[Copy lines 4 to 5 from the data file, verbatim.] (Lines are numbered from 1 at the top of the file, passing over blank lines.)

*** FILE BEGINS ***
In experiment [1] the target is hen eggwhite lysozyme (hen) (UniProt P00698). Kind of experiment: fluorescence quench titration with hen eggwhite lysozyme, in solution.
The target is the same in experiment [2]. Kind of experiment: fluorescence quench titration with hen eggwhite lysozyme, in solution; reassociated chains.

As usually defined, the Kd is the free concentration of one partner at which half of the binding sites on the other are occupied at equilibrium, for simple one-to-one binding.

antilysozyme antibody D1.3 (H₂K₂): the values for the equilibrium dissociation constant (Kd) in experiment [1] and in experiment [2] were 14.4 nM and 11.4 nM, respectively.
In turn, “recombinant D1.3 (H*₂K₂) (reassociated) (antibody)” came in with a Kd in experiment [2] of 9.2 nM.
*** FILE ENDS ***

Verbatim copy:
antilysozyme antibody D1.3 (H₂K₂): the values for the equilibrium dissociation constant (Kd) in experiment [1] and in experiment [2] were 14.4 nM and 11.4 nM, respectively.
In turn, “recombinant D1.3 (H*₂K₂) (reassociated) (antibody)” came in with a Kd in experiment [2] of 9.2 nM.